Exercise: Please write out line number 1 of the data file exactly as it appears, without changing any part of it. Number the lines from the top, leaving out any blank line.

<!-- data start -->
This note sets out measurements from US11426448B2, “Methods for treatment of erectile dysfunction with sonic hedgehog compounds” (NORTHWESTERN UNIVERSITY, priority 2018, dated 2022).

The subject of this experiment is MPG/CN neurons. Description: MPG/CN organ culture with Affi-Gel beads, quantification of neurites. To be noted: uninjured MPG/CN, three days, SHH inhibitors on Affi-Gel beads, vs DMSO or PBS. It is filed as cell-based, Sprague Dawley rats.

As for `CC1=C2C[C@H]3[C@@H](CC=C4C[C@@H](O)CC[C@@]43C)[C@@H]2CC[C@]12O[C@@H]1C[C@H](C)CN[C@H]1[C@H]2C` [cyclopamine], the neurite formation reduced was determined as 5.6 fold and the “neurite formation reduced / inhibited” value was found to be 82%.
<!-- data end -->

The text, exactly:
This note sets out measurements from US11426448B2, “Methods for treatment of erectile dysfunction with sonic hedgehog compounds” (NORTHWESTERN UNIVERSITY, priority 2018, dated 2022).